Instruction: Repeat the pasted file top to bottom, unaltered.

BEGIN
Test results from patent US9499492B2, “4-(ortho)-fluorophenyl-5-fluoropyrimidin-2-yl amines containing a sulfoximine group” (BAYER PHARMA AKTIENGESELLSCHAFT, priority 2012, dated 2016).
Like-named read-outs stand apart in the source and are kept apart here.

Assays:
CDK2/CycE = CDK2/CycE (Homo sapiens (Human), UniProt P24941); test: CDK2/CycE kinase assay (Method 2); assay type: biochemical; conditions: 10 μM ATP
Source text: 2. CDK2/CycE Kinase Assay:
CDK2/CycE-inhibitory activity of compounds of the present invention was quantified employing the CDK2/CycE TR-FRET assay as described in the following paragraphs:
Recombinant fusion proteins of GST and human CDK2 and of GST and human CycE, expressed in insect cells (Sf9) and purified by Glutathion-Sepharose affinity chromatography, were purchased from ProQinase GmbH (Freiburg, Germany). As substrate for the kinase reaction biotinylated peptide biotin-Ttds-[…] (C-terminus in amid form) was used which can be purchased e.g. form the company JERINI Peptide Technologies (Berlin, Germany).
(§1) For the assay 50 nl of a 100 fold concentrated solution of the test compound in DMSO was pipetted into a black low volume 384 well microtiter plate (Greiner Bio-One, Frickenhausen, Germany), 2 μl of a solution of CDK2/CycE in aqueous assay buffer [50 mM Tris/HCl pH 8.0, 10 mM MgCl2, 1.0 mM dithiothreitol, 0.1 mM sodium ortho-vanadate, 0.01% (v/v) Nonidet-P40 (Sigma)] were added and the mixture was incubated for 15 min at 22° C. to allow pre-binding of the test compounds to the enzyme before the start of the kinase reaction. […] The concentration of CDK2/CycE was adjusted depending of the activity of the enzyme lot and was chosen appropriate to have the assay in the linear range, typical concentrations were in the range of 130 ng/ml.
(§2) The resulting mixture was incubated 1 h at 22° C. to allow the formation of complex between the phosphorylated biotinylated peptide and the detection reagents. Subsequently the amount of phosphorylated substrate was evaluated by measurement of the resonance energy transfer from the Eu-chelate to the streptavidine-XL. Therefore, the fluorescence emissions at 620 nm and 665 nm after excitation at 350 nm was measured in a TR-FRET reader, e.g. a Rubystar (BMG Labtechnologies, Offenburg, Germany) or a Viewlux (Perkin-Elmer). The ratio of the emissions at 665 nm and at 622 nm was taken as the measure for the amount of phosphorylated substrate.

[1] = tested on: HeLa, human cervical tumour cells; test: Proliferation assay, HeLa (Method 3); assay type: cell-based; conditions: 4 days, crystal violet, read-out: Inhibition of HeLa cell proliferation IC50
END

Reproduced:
Test results from patent US9499492B2, “4-(ortho)-fluorophenyl-5-fluoropyrimidin-2-yl amines containing a sulfoximine group” (BAYER PHARMA AKTIENGESELLSCHAFT, priority 2012, dated 2016).
Like-named read-outs stand apart in the source and are kept apart here.

Assays:
CDK2/CycE = CDK2/CycE (Homo sapiens (Human), UniProt P24941); test: CDK2/CycE kinase assay (Method 2); assay type: biochemical; conditions: 10 μM ATP
Source text: 2. CDK2/CycE Kinase Assay:
CDK2/CycE-inhibitory activity of compounds of the present invention was quantified employing the CDK2/CycE TR-FRET assay as described in the following paragraphs:
Recombinant fusion proteins of GST and human CDK2 and of GST and human CycE, expressed in insect cells (Sf9) and purified by Glutathion-Sepharose affinity chromatography, were purchased from ProQinase GmbH (Freiburg, Germany). As substrate for the kinase reaction biotinylated peptide biotin-Ttds-[…] (C-terminus in amid form) was used which can be purchased e.g. form the company JERINI Peptide Technologies (Berlin, Germany).
(§1) For the assay 50 nl of a 100 fold concentrated solution of the test compound in DMSO was pipetted into a black low volume 384 well microtiter plate (Greiner Bio-One, Frickenhausen, Germany), 2 μl of a solution of CDK2/CycE in aqueous assay buffer [50 mM Tris/HCl pH 8.0, 10 mM MgCl2, 1.0 mM dithiothreitol, 0.1 mM sodium ortho-vanadate, 0.01% (v/v) Nonidet-P40 (Sigma)] were added and the mixture was incubated for 15 min at 22° C. to allow pre-binding of the test compounds to the enzyme before the start of the kinase reaction. […] The concentration of CDK2/CycE was adjusted depending of the activity of the enzyme lot and was chosen appropriate to have the assay in the linear range, typical concentrations were in the range of 130 ng/ml.
(§2) The resulting mixture was incubated 1 h at 22° C. to allow the formation of complex between the phosphorylated biotinylated peptide and the detection reagents. Subsequently the amount of phosphorylated substrate was evaluated by measurement of the resonance energy transfer from the Eu-chelate to the streptavidine-XL. Therefore, the fluorescence emissions at 620 nm and 665 nm after excitation at 350 nm was measured in a TR-FRET reader, e.g. a Rubystar (BMG Labtechnologies, Offenburg, Germany) or a Viewlux (Perkin-Elmer). The ratio of the emissions at 665 nm and at 622 nm was taken as the measure for the amount of phosphorylated substrate.

[1] = tested on: HeLa, human cervical tumour cells; test: Proliferation assay, HeLa (Method 3); assay type: cell-based; conditions: 4 days, crystal violet, read-out: Inhibition of HeLa cell proliferation IC50